The announcement of this revitalisation of a national institution was met with trepidation, excitement, pessimism and hope in equal measure around the country, and that nervous attitude continued all the way through the Colin Firth saga and his ‘conscious uncoupling’ from the film after principal photography had already wrapped. Ben Whishaw, of Q fame in the Bond film ‘Skyfall’, signed on to the role and all that remained to be seen was whether the whole debacle had eventually led to a good resolution for all parties or whether it was going to mean the downfall of the whole project, since the voice of Paddington being such an iconic part of him.
Luckily, Ben Whishaw’s voice is perfect, and matches Paddington’s sensibilities so well that it feels like a lucky escape that we avoided Colin Firth in the role, which feels like a strange thing to say when such an esteemed actor leaves a film. He embodies that sense of someone coming to master the British-isms required to get by in England, right down to the variety of ways Paddington is able to exclaim about how hard it’s raining in a way that feels sincere enough to be genuinely funny, which is a hard task. He’s ably aided by the strong animation on Paddington himself who doesn’t slip in to uncanny valley at all, something that is very easy to do, and also by a very strong support cast featuring the likes of Hugh Bonneville, who plays Mr Brown and epitomises the stereotype of the uptight Englishman in such a way as to play with the concept rather than conform to it blindly, which is always welcome. Sally Hawkins also puts in a very strong performance as Mrs Brown, cementing her place as one of the best British actresses around and working brilliantly with Julie Walters to make the Bird family an engaging and interesting group, allowing the two child actors Madeleine Harris and Samuel Joslin to express themselves fully in the knowledge that they’re supported by very good actors. Other memorable turns come from the likes of Nicole Kidman and Peter Capaldi, who both enthusiastically chew scenery in a way that suits the tone of the film perfectly.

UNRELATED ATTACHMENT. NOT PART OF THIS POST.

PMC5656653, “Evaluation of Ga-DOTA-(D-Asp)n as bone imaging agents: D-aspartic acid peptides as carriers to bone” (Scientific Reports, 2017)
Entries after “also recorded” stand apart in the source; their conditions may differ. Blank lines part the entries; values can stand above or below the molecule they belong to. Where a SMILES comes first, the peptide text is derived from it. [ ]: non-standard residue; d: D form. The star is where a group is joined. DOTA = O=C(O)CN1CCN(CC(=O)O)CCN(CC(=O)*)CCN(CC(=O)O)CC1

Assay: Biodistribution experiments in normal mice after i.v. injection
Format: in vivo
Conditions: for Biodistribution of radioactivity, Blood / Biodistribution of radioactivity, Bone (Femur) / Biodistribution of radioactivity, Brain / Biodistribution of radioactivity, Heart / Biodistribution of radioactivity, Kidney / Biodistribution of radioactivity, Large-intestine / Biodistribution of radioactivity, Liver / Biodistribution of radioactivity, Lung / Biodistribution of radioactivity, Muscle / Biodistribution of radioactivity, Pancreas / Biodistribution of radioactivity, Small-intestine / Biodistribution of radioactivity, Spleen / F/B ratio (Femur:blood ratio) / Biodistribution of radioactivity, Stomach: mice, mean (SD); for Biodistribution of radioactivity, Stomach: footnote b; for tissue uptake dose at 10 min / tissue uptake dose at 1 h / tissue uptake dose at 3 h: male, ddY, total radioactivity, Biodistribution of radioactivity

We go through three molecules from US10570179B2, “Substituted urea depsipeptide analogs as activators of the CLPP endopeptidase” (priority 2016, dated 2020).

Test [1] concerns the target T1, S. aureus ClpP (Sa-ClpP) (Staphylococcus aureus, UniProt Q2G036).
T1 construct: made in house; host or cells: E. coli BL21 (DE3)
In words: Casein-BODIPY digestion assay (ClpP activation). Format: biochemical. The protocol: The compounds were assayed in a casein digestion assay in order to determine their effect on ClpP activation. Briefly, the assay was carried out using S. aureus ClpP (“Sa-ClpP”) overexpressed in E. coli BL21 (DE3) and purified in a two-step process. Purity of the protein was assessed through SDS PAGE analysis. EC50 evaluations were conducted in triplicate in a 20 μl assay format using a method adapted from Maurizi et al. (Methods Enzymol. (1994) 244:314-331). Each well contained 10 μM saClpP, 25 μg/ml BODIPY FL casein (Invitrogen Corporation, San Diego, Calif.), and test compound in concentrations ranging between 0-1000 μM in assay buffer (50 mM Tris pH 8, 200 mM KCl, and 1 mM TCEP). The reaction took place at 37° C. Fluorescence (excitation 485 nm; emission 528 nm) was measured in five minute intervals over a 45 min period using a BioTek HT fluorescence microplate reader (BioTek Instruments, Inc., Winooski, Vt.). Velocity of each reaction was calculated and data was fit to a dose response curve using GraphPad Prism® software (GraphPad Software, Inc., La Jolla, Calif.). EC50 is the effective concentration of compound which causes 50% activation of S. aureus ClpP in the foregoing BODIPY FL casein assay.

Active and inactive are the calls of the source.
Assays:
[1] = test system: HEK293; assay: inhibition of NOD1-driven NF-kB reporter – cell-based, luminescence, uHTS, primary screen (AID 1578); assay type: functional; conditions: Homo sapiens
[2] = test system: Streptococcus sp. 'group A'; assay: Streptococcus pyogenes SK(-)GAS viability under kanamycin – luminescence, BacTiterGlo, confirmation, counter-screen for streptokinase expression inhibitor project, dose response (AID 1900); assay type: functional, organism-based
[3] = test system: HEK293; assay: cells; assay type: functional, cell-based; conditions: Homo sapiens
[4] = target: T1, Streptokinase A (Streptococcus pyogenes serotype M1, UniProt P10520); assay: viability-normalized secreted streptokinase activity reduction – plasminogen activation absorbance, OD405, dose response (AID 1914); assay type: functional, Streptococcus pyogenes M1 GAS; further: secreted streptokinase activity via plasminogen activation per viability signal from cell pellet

After all that praise for performance levels, it seems a shame to say that despite the fact it’s well made and entertainingly diverting for an hour and a half, ‘Paddington’ doesn’t rise to the level of something special, instead seeming content with being an unremarkable heartwarmer with flashes of something more substantial. It’s true that perhaps the target audience of children or perhaps long term fans of the character will get more out of the film than I did, but it has to work on a higher level than that to be anything more than just pleasant. ‘Paddington’ is a charming, funny and engaging film that fails to quite reach the level of poignancy or really examine its bigger themes of family and acceptance as it would like to, but is probably going to please the old fans and captivate quite a few young viewers along the way regardless. It’s just a shame it isn’t that little bit better.
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